how to prevent timer code firmware running on Microblaze from being optimised

Hi, I am trying to do the following on Microblaze. Here is the program structure.

void main() { Xuint32 countvalue;

enable_timer(); // do some stuff on Microblaze

... //some lines of code ....

countvalue = readback_timer(); disable_timer();

//send count value back to serial port ...

return1; }

In short, I am trying to keep tab of how fast various sections of code takes to run using a timer running on Microblaze.

when i do compile with some compiler optimization level set to -O1 or - O2 or -O3, the compiler cleverly enables the timer at the WRONG place. it enables the timer and then disables the timer again, giving me a very short compute time. this is not what i want. :( since i want to be able to accurately measure how long it takes for the code to execute. I tried declaring countvalue as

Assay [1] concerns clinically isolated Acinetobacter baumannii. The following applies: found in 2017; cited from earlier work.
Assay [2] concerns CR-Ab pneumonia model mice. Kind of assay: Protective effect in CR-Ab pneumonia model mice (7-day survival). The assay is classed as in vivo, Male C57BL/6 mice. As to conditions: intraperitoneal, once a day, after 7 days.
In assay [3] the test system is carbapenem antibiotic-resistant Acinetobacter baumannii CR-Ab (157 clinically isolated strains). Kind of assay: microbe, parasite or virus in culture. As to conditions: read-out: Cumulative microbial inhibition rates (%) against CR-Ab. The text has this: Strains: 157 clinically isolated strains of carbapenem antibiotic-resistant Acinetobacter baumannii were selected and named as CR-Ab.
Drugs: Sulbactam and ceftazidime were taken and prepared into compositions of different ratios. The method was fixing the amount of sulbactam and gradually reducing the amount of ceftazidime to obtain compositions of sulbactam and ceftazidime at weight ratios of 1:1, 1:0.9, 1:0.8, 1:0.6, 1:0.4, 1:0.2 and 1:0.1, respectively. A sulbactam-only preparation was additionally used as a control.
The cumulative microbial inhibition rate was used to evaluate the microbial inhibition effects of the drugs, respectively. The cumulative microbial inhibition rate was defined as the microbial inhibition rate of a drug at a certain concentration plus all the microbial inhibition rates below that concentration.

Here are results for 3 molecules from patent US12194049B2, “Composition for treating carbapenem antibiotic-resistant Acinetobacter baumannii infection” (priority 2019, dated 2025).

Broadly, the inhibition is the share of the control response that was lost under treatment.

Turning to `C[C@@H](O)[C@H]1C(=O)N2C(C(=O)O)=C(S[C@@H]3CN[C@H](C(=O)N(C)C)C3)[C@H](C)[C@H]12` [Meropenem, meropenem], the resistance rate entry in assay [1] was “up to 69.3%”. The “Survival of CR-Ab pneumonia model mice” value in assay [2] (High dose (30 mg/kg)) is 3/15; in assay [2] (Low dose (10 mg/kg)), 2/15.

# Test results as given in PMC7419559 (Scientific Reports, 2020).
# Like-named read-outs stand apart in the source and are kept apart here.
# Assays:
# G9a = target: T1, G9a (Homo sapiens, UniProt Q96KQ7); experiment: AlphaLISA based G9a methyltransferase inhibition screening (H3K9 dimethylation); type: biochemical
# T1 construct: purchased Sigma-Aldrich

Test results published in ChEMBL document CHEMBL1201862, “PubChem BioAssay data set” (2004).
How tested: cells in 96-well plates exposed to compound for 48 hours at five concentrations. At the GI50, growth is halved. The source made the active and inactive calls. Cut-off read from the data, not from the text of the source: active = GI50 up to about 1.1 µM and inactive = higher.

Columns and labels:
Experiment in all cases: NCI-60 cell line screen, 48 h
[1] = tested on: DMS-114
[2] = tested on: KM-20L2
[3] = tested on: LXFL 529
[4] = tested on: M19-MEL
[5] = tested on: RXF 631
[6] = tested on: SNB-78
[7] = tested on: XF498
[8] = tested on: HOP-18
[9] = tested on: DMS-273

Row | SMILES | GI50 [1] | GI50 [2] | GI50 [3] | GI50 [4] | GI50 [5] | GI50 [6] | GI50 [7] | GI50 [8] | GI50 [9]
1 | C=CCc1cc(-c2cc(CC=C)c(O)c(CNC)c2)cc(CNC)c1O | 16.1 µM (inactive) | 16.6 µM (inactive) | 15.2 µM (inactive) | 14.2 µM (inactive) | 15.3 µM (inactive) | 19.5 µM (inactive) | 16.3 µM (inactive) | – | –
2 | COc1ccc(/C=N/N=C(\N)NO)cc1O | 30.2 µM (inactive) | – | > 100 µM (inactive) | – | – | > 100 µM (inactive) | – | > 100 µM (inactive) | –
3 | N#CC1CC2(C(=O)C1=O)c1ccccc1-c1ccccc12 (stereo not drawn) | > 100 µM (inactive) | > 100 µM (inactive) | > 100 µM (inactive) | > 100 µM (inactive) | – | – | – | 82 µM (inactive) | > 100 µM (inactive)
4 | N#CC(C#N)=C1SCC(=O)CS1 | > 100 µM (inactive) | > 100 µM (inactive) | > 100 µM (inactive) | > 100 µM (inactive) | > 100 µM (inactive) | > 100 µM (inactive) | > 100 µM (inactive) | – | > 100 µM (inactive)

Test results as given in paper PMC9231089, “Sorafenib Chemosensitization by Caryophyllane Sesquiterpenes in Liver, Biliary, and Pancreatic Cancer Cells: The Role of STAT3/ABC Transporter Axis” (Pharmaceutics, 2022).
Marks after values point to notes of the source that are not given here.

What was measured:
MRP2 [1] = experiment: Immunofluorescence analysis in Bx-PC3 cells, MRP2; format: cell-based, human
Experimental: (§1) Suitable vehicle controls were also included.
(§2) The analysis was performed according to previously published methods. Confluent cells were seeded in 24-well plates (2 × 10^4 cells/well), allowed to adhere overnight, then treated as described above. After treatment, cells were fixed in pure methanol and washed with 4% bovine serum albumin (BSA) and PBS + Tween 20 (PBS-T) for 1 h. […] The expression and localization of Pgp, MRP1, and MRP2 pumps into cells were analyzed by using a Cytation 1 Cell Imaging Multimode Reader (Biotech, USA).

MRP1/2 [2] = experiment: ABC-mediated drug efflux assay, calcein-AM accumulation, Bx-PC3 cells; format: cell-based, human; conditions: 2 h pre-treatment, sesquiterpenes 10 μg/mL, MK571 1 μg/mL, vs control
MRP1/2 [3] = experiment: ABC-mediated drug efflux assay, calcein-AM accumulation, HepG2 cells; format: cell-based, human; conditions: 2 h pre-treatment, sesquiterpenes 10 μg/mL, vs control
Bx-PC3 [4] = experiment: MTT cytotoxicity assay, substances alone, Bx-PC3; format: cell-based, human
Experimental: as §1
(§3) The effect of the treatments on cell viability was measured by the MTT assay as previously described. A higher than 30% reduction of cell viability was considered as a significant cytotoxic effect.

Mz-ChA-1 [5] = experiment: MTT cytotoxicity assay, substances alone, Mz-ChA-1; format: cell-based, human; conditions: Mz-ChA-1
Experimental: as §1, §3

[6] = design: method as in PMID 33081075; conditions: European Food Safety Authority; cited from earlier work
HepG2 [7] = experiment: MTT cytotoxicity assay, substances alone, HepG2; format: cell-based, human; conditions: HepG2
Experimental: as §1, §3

volatile Xuint32 countvalue;

It doesn't quite work. Does anybody have an idea on how i could go about solving this?

thanks for your patience; I have not much experience developing embedded firmware.


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I've done that before, like this :

int timer_value =3D * (volatile int *) TIMED_REG_ADDRESS;

.. do stuff..

timer_value =3D (* (volatile int *) TIMED_REG_ADDRESS) - timer_value;

printf( "Elapsed cycles : %d", timer_value )

It is the timer register which is incremented unbeknowst to gcc, not yo= ur =

int variable. Therefore it is the pointer to the timer register you read which must b= e =

declared (volatile int *), not the int variable (this is useless).

I put the explicit code in the example above. You can use defines or =

functions to make it prettier.

Note also that this handles wraparound :

instant 1 : you get 0xFFFFFFFF from timer instant 2 : you get 0x00000001 from timer (it wrapped)

(int)0xFFFFFFFF =3D -1 (int)0x00000001 =3D 1

Difference : 1 - (-1) =3D 2 cycles. int arithmetic handles the wraparound nicely for you.